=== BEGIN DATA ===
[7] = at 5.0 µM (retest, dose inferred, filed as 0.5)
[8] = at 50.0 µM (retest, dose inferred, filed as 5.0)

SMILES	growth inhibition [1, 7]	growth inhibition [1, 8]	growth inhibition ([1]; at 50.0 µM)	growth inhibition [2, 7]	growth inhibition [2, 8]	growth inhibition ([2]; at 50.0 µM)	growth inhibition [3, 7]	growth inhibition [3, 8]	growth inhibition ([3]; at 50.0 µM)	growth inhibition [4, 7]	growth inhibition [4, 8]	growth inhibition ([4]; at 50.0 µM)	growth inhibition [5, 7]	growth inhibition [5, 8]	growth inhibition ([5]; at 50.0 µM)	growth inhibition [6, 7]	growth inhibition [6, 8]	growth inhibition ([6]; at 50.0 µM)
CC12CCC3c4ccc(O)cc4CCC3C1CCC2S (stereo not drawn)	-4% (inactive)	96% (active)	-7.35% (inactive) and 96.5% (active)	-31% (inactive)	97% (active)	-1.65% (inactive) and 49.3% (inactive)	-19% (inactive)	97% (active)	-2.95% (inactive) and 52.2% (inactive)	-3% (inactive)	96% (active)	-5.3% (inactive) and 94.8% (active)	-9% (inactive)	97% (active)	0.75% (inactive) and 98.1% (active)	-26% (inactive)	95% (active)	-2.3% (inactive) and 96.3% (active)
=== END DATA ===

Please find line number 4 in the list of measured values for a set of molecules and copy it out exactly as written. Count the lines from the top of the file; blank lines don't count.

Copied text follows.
CC12CCC3c4ccc(O)cc4CCC3C1CCC2S (stereo not drawn)	-4% (inactive)	96% (active)	-7.35% (inactive) and 96.5% (active)	-31% (inactive)	97% (active)	-1.65% (inactive) and 49.3% (inactive)	-19% (inactive)	97% (active)	-2.95% (inactive) and 52.2% (inactive)	-3% (inactive)	96% (active)	-5.3% (inactive) and 94.8% (active)	-9% (inactive)	97% (active)	0.75% (inactive) and 98.1% (active)	-26% (inactive)	95% (active)	-2.3% (inactive) and 96.3% (active)